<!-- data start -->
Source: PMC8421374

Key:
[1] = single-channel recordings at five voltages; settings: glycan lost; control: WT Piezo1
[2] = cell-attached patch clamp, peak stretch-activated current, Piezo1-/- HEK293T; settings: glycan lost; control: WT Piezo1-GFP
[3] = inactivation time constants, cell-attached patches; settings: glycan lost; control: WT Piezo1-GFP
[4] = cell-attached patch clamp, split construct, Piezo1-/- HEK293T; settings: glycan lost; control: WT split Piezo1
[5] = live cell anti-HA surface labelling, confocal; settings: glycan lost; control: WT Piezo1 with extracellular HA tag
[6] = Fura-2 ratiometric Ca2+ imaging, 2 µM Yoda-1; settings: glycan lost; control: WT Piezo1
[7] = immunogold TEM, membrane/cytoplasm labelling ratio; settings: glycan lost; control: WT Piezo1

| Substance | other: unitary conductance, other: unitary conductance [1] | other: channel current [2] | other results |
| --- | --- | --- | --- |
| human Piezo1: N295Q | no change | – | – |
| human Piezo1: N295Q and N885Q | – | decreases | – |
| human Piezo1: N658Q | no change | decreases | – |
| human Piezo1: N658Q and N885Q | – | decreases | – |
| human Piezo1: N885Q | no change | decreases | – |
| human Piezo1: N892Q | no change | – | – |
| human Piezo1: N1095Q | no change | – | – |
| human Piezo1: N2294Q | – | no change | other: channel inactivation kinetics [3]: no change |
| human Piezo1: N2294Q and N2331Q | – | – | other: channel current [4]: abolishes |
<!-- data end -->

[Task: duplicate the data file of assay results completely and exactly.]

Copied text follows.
Source: PMC8421374

Key:
[1] = single-channel recordings at five voltages; settings: glycan lost; control: WT Piezo1
[2] = cell-attached patch clamp, peak stretch-activated current, Piezo1-/- HEK293T; settings: glycan lost; control: WT Piezo1-GFP
[3] = inactivation time constants, cell-attached patches; settings: glycan lost; control: WT Piezo1-GFP
[4] = cell-attached patch clamp, split construct, Piezo1-/- HEK293T; settings: glycan lost; control: WT split Piezo1
[5] = live cell anti-HA surface labelling, confocal; settings: glycan lost; control: WT Piezo1 with extracellular HA tag
[6] = Fura-2 ratiometric Ca2+ imaging, 2 µM Yoda-1; settings: glycan lost; control: WT Piezo1
[7] = immunogold TEM, membrane/cytoplasm labelling ratio; settings: glycan lost; control: WT Piezo1

| Substance | other: unitary conductance, other: unitary conductance [1] | other: channel current [2] | other results |
| --- | --- | --- | --- |
| human Piezo1: N295Q | no change | – | – |
| human Piezo1: N295Q and N885Q | – | decreases | – |
| human Piezo1: N658Q | no change | decreases | – |
| human Piezo1: N658Q and N885Q | – | decreases | – |
| human Piezo1: N885Q | no change | decreases | – |
| human Piezo1: N892Q | no change | – | – |
| human Piezo1: N1095Q | no change | – | – |
| human Piezo1: N2294Q | – | no change | other: channel inactivation kinetics [3]: no change |
| human Piezo1: N2294Q and N2331Q | – | – | other: channel current [4]: abolishes |